echo "" >> /etc/hosts


3) Setting the actual IP address

The first step is to figure out the name of your connected network interface. Run the command:

    ip link

from the command prompt. It will output something like:

1: lo: <LOOPBACK,UP,LOWER_UP> mtu 65536 qdisc noqueue state UNKNOWN mode DEFAULT group default   
   link/loopback 00:00:00:00:00:00 brd 00:00:00:00:00:00
2: p4p1: <NO-CARRIER,BROADCAST,MULTICAST,UP> mtu 1500 qdisc mq state DOWN mode DEFAULT group default qlen 1000   
   link/ether 00:0a:f7:69:7d:5d brd ff:ff:ff:ff:ff:ff
3: em1: <BROADCAST,MULTICAST,UP,LOWER_UP> mtu 1500 qdisc pfifo_fast state UP mode DEFAULT group default qlen 1000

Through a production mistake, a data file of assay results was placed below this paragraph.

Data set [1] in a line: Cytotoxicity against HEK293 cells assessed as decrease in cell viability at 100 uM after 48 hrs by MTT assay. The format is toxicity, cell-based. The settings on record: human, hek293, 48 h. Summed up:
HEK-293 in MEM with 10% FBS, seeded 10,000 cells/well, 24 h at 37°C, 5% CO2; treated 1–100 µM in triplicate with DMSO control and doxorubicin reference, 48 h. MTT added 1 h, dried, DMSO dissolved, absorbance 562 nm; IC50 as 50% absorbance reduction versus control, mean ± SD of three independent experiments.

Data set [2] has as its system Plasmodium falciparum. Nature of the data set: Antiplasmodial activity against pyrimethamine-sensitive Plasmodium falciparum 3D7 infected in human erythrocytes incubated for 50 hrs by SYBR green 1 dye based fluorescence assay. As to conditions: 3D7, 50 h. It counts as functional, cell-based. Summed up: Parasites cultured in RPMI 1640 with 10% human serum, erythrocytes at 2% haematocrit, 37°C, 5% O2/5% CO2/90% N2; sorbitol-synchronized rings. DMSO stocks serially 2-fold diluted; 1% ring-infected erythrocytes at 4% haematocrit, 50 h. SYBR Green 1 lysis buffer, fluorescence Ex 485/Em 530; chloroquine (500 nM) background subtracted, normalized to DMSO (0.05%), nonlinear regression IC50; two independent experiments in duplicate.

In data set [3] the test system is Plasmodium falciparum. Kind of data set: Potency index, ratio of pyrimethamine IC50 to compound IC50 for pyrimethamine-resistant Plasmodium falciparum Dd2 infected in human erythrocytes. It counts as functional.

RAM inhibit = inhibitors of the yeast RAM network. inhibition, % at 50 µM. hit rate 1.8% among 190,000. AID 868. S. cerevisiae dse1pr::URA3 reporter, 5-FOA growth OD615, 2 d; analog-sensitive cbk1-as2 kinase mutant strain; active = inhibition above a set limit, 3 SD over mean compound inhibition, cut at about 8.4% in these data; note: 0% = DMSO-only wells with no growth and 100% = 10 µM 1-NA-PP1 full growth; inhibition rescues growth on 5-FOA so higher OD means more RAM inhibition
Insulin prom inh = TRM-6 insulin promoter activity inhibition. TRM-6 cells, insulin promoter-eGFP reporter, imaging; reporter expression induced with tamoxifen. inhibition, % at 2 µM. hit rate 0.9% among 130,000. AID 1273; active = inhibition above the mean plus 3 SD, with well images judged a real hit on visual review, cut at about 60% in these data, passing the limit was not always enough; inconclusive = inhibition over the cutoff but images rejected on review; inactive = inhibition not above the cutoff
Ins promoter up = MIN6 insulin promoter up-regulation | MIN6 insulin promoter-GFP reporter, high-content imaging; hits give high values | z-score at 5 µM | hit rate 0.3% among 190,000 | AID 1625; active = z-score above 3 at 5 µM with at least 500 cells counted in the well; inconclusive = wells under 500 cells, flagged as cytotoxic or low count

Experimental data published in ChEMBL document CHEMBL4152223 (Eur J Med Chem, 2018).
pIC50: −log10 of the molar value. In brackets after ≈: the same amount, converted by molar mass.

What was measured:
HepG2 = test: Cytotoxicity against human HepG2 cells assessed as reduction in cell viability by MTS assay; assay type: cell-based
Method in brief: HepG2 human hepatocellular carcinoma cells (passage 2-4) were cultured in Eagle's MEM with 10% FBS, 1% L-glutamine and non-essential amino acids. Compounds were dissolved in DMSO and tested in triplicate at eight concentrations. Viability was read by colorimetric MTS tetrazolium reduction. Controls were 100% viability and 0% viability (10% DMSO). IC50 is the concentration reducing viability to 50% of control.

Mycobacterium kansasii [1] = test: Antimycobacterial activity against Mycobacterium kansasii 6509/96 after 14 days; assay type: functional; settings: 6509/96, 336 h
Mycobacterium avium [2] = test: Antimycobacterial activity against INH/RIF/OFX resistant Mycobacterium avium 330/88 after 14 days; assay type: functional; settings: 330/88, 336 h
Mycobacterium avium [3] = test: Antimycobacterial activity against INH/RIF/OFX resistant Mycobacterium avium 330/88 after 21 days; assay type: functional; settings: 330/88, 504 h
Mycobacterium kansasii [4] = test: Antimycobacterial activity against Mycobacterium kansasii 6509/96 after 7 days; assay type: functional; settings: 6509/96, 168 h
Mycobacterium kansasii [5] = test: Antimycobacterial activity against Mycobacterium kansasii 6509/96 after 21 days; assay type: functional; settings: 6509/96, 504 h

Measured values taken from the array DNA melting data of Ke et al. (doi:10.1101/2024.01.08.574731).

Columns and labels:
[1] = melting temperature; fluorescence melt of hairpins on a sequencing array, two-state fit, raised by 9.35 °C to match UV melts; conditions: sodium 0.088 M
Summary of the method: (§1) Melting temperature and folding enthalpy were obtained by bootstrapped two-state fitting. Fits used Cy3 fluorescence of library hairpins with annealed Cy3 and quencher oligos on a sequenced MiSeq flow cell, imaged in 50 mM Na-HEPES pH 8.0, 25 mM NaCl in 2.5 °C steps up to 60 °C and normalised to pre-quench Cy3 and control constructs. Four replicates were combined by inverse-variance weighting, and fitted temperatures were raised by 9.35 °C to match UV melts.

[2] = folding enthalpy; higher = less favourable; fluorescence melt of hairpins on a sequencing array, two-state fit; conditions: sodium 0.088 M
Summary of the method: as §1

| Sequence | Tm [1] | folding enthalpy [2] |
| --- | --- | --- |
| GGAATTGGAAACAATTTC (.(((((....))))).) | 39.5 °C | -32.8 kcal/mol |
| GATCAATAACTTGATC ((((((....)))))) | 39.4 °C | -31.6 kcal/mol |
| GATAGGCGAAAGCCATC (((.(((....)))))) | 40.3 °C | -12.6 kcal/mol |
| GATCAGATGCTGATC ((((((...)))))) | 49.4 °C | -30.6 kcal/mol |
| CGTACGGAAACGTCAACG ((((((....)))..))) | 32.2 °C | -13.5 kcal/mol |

link/ether 98:90:96:bd:1c:fc brd ff:ff:ff:ff:ff:ff
In this example, we have two wired network interfaces, p4p1 and em1.  em1 is connect to the network, as indicated by the state field in the output. Note also the MAC address of the interfaces.

Now you need to set the IP address and additional information needed.  The file and contents vary somewhat by Linux distribution.  We assume the connected network interface name is em1 here – use whatever you determined to be your network name in the step above if it is different.


Debian and Ubuntu

Edit the file /etc/network/interfaces and make the changes needed to specify your assigned IP address, Gateway, and Subnet Mask.  The file should have comments in it to help you identify what needs to be done.  Assuming again we are assigned and, and the network is a /24 network,  then the file would read: